SAN DIEGO — Deora Bodley wasn't scheduled to be on United Flight 93 on 9/11, but the La Jolla Country Day grad arrived at the airport early and got on as a standby passenger. Over the past 20 years, Deora's mom has worked tirelessly to make sure her daughter, and the other heroes on that plane, are never forgotten.
“Deora was just a lively gal,” Debby Borza said with a smile. “Young girl. Smart. Keep her busy and she was happy!”
Deora was just 20 years old, the youngest passenger on flight 93.
“I can remember her death, September 11th, right now as if it were just yesterday. It's that vivid for me," her mother said.
Debby said her daughter was heading back to college after visiting a friend. It was that friend who called her in tears.
“She knew Deora was on that plane," said Debby. "I didn't know. I thought she was on the next flight out - her scheduled flight.”
Dazed, Debby left her La Jolla office and went to the church across the street. As she was down on her knees praying for answers, her cell phone rang.
“'Is this Debby Borza?' 'Yes, it is.' 'Hello, my name is Sharon DeWitt. I'm with United and I'm sorry to inform you...' and that's all I heard. I was just screaming and crying in the church," said Debby.
Flight 93 had been hijacked by terrorists. After being taken hostage, some of the passengers were able to make cell phone calls. They discovered three other planes had been hijacked that morning and flown into the World Trade Center towers and the Pentagon.
“I think they figured out it wasn't going to be that kind of plane where it's going to land and they're going to ask for some kind of demand,” Debby said. “They knew it wasn't that.”
Many believe the hijackers intended to fly the plane into the U.S. Capitol, which was only about 20 minutes away. But thanks to the heroic efforts of the passengers on board, that plan failed. The passengers fought back and as they tried to regain control of the aircraft, the terrorists - realizing their original plan had been foiled - made the decision to crash the plane.
“I had the opportunity to listen to the cockpit recorder,” Debby said. “I heard the struggle. One of the passengers had his hands on the wheel of that plane. They just ran out of room in the sky and they crashed doing over 500 miles an hour.”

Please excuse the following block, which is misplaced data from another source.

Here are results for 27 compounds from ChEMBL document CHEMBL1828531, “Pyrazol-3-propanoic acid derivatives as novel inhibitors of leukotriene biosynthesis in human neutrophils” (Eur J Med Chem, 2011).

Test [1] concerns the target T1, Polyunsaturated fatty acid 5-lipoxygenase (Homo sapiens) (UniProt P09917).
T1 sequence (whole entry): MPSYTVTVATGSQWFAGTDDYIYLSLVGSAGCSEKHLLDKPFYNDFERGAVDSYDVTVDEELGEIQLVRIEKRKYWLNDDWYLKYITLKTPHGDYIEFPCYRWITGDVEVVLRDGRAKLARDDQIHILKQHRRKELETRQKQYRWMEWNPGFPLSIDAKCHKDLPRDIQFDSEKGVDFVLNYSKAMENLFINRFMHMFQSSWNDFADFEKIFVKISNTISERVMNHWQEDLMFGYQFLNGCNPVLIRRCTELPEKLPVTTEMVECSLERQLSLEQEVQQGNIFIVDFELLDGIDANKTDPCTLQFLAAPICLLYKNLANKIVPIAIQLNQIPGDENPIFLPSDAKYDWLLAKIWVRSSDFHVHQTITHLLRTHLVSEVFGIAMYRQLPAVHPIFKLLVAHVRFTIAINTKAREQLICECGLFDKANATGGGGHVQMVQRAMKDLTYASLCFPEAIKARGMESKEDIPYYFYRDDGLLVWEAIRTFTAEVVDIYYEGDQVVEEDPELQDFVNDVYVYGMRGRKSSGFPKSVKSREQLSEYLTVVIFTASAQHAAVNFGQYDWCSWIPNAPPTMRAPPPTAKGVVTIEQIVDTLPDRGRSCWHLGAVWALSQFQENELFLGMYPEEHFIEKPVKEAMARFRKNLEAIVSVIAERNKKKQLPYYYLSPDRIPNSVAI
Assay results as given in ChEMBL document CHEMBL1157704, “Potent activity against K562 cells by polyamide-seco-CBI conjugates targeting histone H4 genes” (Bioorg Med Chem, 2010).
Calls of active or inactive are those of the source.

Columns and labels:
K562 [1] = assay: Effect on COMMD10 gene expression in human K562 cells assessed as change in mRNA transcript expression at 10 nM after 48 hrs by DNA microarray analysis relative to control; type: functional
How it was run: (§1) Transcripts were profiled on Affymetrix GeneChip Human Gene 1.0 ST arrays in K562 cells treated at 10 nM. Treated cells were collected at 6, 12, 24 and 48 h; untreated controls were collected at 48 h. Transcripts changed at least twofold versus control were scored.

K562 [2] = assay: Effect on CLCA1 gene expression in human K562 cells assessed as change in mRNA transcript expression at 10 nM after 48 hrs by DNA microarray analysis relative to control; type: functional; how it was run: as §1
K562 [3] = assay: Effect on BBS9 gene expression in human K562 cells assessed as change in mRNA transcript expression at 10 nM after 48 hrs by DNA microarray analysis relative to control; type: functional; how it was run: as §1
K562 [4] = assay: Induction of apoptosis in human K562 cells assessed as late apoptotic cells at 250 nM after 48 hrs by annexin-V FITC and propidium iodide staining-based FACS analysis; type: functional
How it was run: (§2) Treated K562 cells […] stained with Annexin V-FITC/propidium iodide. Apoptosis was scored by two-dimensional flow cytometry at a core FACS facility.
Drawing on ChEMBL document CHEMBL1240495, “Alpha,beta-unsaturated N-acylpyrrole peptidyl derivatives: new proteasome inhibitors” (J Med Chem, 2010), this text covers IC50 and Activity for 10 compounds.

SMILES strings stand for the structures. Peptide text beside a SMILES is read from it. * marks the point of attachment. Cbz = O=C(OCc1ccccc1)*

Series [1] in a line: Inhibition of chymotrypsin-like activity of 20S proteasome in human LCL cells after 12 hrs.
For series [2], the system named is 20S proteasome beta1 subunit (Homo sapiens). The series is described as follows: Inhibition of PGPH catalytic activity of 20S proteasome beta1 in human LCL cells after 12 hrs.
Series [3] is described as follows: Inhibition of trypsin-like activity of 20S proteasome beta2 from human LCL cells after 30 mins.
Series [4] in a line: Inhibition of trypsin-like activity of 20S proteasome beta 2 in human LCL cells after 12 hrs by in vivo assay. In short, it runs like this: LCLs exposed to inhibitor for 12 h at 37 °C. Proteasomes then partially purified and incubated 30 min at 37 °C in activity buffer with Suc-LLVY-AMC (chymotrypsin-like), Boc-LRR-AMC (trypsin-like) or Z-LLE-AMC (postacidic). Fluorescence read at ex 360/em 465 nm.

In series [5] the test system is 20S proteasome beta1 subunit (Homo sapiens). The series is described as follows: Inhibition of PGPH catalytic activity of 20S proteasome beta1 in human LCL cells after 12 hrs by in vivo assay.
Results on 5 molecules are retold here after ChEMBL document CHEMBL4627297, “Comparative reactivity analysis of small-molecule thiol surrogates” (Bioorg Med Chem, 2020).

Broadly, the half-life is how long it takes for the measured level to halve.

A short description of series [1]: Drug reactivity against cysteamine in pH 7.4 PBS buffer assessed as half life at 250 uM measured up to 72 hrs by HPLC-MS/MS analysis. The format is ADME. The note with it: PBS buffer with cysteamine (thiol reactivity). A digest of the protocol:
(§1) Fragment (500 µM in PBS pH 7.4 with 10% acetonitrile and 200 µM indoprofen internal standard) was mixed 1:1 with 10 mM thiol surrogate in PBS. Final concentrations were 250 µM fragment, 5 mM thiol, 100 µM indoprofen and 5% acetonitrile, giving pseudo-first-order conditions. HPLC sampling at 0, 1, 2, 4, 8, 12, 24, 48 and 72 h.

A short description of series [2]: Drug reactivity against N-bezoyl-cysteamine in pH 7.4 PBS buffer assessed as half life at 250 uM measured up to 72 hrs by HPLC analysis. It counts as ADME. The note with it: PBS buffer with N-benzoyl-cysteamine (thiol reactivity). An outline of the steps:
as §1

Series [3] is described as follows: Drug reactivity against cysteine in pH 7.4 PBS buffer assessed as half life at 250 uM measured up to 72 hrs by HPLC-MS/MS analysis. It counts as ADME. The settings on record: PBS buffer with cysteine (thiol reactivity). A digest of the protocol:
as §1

The plane went down in a field near Shanksville, Pennsylvania. The impact killed everyone on board, but 20 years later their memories live on - in large part - thanks to Debby who has devoted her life since that horrific day to honoring Flight 93's 40 passengers and crew members.
“They fought and I think that's what makes a lot of the family members very proud of their loved one on that plane," she said. "They just took it upon themselves and that's heroic.”
Debby was instrumental in making the Flight 93 National Memorial a reality. It sits on the field where the plane went down and offers visitors the opportunity to learn about the passengers on board.
And every year on September 11th, their names are read aloud during an emotional and inspiring ceremony. For Debby, this is what's always been important - refusing to let anger and hatred toward the hijackers rule her life - instead focusing on the heroes that day and making Deora proud.
And while she accepts that her oldest daughter is gone, that will never make the pain of losing her any easier to live with.
“This business of children dying before parents... when I stand in front of the big guy, we'll have a talk about that," Debby said.
WATCH RELATED: Interview with Debby Borza mother of Deora Bodley, San Diego native killed in 9/11 - Sept. 18, 2001